High Performance Computing in material science

Prof. Othmane Bouhali Director of research computing Texas A&M University, Qatar

(By Prof. Othmane Bouhali is a research professor and director of research computing at Texas A&M University at Qatar)

Computer simulations have become an important methodology in advancing science and engineering. It helps getting insight of physical phenomena such as climate change, drug discovery, materials design…

Large scale simulation relies on advanced computing infrastructure known as High Performance Computing (HPC). With the increase in power and scale of HPC systems together with the emergence of highly parallel and scalable software, scientists have a deeper understanding of physical phenomena and can tackle complex problems that were until recently not accessible. Material science is one of the major scientific discipline to benefit from the advancement of HPC.

However, there are still a number of challenges to be addressed. In particular, more efforts have to be put in two main areas: providing more efficient algorithms that scale with the rapid growth in processing power and handling the data deluge associated with experimental and simulation results. We will review recent development in large scale simulation and visualization in the three areas: hardware, software and data analysis with a focus on subject related to material science.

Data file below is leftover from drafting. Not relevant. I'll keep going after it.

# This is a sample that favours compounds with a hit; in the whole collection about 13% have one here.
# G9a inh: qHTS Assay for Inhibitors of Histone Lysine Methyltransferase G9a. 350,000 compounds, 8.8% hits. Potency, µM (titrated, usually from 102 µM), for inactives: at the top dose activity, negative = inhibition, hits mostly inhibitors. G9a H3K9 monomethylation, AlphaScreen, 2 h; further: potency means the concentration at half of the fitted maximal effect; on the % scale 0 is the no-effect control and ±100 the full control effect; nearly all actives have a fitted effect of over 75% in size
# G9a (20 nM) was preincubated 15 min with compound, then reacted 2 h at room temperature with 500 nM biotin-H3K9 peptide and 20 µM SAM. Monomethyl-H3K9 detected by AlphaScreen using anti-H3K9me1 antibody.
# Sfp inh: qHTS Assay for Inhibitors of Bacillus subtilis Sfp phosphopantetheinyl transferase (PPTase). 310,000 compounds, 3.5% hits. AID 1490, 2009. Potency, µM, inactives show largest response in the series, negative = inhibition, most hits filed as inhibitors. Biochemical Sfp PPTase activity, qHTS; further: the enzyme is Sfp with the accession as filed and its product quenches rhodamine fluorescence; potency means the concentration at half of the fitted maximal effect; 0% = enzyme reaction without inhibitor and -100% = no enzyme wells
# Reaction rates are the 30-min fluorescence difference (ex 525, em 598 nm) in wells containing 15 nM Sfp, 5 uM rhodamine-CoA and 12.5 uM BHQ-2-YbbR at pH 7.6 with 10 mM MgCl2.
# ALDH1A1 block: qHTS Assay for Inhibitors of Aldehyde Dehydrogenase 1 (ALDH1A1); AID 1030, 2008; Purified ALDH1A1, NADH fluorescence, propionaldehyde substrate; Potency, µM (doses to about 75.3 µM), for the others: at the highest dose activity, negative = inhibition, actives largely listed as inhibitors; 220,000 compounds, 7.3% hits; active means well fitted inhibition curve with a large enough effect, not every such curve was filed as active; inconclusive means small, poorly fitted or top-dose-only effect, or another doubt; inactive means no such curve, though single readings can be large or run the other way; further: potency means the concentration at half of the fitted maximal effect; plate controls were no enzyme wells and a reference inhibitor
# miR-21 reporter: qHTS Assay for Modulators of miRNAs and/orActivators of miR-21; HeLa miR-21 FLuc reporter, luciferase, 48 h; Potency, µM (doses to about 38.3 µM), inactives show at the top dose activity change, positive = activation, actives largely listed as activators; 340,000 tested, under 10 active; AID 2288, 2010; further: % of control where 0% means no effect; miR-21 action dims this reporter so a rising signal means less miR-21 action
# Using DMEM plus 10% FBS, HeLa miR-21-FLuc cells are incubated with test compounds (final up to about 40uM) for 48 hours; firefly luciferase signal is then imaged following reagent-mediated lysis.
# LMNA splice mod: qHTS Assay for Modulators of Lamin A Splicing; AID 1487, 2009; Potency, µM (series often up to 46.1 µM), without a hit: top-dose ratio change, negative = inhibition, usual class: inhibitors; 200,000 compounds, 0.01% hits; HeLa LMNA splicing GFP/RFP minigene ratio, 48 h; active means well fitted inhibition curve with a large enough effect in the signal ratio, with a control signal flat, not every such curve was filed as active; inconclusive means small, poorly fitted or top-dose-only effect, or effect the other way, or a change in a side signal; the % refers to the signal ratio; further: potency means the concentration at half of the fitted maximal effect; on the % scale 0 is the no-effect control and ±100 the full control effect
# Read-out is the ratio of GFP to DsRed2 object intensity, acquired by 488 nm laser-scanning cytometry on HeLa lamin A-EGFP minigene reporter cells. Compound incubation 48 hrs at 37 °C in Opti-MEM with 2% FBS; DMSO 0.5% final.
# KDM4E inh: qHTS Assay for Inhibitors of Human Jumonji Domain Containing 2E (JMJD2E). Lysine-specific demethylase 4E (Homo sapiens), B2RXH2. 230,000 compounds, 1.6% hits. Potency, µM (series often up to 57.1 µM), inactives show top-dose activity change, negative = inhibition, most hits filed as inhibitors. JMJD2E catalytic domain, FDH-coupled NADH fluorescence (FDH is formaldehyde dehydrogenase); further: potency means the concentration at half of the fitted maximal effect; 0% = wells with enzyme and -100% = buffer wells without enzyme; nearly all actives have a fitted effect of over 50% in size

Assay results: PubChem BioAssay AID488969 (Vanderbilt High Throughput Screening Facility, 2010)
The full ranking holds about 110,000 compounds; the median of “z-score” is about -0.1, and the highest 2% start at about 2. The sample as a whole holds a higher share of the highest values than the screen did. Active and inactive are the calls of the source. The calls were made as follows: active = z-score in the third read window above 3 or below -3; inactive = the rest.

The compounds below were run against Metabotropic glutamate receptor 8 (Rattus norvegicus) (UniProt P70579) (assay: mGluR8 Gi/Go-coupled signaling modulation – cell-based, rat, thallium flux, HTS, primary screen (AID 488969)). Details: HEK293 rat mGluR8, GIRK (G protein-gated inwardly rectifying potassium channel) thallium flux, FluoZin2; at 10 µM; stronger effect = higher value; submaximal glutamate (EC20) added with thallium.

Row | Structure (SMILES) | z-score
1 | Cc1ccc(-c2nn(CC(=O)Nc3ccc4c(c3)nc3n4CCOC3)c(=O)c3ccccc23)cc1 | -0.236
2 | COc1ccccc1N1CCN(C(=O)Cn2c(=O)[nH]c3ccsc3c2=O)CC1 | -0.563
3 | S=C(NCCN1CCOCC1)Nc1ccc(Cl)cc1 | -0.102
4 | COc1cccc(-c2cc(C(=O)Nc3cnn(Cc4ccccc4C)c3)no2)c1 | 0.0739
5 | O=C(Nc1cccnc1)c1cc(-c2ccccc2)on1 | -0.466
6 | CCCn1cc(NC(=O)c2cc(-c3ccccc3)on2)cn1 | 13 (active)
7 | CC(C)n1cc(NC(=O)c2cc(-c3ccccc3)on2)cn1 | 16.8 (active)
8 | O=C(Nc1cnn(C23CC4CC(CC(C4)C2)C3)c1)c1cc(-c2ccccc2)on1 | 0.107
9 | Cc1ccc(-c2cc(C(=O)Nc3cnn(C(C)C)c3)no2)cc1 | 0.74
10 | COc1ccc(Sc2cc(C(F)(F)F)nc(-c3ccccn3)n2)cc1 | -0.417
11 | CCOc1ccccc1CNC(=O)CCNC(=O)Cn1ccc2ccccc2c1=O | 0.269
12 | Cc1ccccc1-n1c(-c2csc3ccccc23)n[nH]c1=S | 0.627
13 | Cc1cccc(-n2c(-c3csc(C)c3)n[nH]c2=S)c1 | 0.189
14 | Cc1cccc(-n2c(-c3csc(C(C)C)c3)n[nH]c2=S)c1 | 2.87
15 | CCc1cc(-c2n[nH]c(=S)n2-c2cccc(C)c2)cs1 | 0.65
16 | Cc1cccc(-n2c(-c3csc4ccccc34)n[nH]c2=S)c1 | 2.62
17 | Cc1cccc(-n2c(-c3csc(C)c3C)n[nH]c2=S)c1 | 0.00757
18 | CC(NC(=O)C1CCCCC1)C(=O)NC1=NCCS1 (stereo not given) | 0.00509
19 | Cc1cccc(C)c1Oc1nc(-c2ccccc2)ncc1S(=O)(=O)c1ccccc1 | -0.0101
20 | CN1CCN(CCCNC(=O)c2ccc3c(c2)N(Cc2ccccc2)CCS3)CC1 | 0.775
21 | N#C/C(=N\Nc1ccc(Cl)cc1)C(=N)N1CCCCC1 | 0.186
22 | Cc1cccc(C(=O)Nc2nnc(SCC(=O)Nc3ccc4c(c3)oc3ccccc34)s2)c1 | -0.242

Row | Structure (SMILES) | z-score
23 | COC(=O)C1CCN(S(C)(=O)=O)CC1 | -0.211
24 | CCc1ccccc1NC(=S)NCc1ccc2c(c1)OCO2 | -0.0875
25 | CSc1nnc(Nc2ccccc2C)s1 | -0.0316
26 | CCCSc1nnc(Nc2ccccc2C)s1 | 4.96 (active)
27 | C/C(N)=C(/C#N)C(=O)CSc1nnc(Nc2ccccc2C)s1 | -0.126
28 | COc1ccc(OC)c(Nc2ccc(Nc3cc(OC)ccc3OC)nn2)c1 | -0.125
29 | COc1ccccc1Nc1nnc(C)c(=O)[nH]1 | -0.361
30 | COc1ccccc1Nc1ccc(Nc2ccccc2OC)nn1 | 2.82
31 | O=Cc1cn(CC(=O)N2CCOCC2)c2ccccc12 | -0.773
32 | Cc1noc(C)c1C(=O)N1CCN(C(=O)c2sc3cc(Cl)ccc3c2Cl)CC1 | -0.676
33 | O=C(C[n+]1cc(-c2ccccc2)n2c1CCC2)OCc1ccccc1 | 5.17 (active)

Prof. Othmane Bouhali is a research professor and director of research computing at Texas A&M University at Qatar. He is the founder and director the Texas A&M Advanced Scientific computing (TASC) center. He was the head of the computing group at the High Energy Physics (HEP) institute of Brussels. He took important computing and simulation responsibilities in HEP experiments, mainly in the area of scientific grid computing. Since 1994 he is a member of the Compact Muon Solenoid (CMS) experiment at the Large Hadron Collider (LHC) at the European Organization for Nuclear Research (CERN). He was also a member of the HERMES international collaboration at the Deutsche Electron Synchrotron DESY) in Hamburg and the Amanda/ICECUBE neutrino telescope at the South Pole. His research interests include: high performance computing, radiation detectors development, medical physics and 3D scientific visualization. He has supervised more than 15 PhD and Master students.